Have you ever been around a couple who were so much in love and so outward in their shows of affection that you found yourself rolling your eyes or shaking your head or feeling embarrassed? Nothing else in the world seemed to matter to them and they didn’t care who knew it. Have you ever been so much in love and so overwhelmed by it that you were the one acting out this kind of extravagant love? If the answer is yes to either of those questions, then you are ready to jump into today’s story.
As I told you last week, this story is an illustration growing out of last week’s story in which John the Baptist sends messengers to Jesus asking if he is the expected Messiah or not. As with most of John’s contemporaries, the problem is the image of what he expected a Messiah to be. Jesus tells John’s disciples to go back and tell him of people being healed, the blind receiving sight, the dead being raised, and the poor having good news preached to them. You have to look beneath the surface of people to see who they are.
This leads Jesus into a teaching moment with the crowds gathered around him, which included common people, tax collectors, Pharisees and scribes. He speaks of how many have rejected John because of his ascetic lifestyle, separating himself from community and not eating or drinking. And he speaks of how many have rejected him because he does eat and drink and befriends people who are usually seen to be outside the faith community.
After he finishes, a Pharisee named Simon invites Jesus to his home for a meal. I don’t think there are any instances in the Gospel in which Jesus turns down an invitation to anyone’s home. The menu is not mentioned, but I’m thinking fried chicken, mashed potatoes and gravy, and green beans. And just as you know that would not have been the menu in first century Palestine, we have to remember that homes would have been different as well. They were very simple, open air with lots of ventilation for a hot, dry climate, no locks or alarm systems. Jesus would not have gone by himself, he would have taken his disciples with him, so there was a big crowd including the Pharisee’s friends.
I tell you this because in our world it seems odd that this woman would just show up with her jar of ointment and have access to Jesus in Simon’s home. Small town, everyone knew everybody, open homes, people come and go, big crowd, all this helps explain it. Simon knows her and does not act to have her shown the door.
Jesus would have been reclining at the table with his feet behind him, and the woman begins weeping and washing his feet with her tears and drying them with her hair, kissing his feet and anointing them with ointment. It’s an embarrassing display, there’s no other way around it. The fact that Jesus doesn’t put a stop to it proves one thing to his host, who was probably rolling his eyes and looking on with disdain. It proves Jesus is not a prophet, because if he was he would know she was a sinner and he would put a stop to it.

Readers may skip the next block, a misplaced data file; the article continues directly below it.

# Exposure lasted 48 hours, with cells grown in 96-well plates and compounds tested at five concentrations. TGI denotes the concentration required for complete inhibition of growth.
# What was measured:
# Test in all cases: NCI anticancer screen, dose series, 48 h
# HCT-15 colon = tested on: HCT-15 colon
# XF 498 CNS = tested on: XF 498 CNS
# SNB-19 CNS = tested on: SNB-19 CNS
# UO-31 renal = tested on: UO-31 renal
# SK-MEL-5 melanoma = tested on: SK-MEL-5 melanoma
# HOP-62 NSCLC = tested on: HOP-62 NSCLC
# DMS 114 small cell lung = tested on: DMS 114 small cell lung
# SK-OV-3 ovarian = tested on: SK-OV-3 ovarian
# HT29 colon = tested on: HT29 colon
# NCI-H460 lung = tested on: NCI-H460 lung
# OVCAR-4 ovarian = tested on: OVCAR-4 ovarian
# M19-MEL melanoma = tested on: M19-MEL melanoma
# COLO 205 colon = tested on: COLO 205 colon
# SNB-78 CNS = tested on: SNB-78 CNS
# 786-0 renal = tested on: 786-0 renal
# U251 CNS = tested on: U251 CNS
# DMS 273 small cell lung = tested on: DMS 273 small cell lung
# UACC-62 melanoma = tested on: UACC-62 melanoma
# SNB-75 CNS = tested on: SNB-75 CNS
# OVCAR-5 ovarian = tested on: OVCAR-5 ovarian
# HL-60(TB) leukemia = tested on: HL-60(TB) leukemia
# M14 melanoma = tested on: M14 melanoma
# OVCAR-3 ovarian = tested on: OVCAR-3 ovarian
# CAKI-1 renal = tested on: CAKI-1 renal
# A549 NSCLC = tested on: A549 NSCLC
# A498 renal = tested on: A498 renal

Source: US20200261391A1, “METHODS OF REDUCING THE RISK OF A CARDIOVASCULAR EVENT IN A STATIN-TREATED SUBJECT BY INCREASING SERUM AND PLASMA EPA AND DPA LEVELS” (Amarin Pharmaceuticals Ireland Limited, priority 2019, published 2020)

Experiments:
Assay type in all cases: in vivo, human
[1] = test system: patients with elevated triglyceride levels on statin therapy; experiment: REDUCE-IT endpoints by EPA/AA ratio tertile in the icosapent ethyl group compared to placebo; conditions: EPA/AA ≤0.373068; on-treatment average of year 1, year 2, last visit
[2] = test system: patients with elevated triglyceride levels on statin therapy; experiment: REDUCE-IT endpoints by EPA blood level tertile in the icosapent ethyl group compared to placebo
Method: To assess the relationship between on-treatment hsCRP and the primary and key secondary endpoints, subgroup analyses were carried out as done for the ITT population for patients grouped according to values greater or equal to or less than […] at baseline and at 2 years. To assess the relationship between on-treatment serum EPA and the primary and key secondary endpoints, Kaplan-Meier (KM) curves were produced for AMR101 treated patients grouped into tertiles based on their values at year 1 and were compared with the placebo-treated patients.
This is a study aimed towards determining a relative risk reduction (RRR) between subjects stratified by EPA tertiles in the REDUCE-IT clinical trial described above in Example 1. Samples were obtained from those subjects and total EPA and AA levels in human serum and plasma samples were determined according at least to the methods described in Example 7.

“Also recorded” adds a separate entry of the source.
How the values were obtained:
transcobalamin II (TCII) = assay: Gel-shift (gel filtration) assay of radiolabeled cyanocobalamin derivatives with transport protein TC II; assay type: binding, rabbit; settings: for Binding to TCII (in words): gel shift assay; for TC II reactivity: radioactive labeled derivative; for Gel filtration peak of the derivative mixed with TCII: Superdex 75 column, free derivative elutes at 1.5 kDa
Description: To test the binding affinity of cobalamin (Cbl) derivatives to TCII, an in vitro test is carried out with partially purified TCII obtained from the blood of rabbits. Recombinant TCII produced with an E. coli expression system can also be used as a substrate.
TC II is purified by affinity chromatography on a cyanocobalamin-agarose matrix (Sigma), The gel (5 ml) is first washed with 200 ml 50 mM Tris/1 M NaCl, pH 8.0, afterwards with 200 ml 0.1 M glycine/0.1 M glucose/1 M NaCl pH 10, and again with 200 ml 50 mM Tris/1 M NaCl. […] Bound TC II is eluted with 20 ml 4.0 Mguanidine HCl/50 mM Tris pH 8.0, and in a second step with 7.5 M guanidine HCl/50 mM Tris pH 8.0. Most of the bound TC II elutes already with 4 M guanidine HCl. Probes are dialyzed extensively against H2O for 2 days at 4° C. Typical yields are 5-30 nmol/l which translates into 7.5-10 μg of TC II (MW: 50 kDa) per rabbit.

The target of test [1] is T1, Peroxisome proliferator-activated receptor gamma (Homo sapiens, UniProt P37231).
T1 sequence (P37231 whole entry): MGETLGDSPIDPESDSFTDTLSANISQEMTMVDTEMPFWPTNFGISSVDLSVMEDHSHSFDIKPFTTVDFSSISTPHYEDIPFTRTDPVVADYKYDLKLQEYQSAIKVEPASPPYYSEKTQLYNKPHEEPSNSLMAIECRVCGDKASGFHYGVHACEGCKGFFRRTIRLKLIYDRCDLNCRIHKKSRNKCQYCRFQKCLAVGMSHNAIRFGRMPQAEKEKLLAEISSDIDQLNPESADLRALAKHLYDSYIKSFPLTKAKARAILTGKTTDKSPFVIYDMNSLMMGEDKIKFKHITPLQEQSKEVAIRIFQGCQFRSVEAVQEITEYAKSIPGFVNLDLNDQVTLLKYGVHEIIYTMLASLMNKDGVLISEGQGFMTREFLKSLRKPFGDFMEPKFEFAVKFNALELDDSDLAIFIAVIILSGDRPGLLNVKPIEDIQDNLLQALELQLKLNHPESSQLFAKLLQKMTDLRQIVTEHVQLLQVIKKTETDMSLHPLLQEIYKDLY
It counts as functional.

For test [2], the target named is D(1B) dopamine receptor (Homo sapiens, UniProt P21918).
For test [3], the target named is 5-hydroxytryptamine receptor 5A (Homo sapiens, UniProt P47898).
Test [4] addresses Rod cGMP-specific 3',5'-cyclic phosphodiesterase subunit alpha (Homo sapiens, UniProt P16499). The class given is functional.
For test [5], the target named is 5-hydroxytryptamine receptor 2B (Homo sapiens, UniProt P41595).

Jesus knows exactly what is going through the mind of this man whose life is bound up with law and obedience and righteousness, so he addresses his host: “Simon, I have something to say to you. A man had two people who owed him money. One owed him $25,000 and the other owed him $2500. He decided to cancel both debts. Which one do you think will love him more?” Simon said, “I suppose the one who owed him more.” Jesus said, “That’s right. Do you see this woman? You invited me into your house but showed me no welcome, not even water to wash my feet or a kiss of welcome. She, on the other hand, has not stopped showing me hospitality and love. Her sins, which were many, have been forgiven; so she has shown great love. But one who is forgiven little, loves little.”
There is lots of speculation about who this woman was and what caused her to be identified as a sinner, but neither of those things matter. What matters is that whatever it was she did had the power to ruin her life. Everybody knew about it. Everybody looked down on her and marginalized her. She doesn’t have a name, just a label. She’s a sinner. The question Jesus asks Simon is so telling. “Do you see this woman?” Can you look at her, can you see the potential in her instead of dwelling on the mistake she made in the past, have you just written her off?
I have no grounds for this, but I don’t think this was the first time this woman had met Jesus. I think she had already experienced his gracious acceptance and forgiveness and healing and was still so overwhelmed by it that she couldn’t stop thanking him. She didn’t care if it meant risking the ridicule and condemnation of the Pharisees in the house. That no longer mattered. She had been forgiven much and so she loved much. I wonder how long she had been burdened with that “sinner” label, how long her life had been dominated by the shame that came from everyone knowing her failure and continuing to taunt her with it. “Sinner.” “She’s a sinner.” “You’re a sinner.” “Stay away from her.”
Jan Holton writes, “The last thing the woman in this story wishes to do is find herself as the center of attention. Whatever draws her to Jesus must be stronger than what threatens to expose her. Even Simon’s snide mutterings cannot deter her. Imagine the courage it takes to walk into the center of ridicule to express her love and gratitude for Jesus. Before Jesus has even said a word to her, the tears tell us that something has happened. She already knows the power of his love and acceptance. It is an overwhelming moment of gratitude and freedom.” (Feasting on the Word, Year C, Vol. 3, p. 144)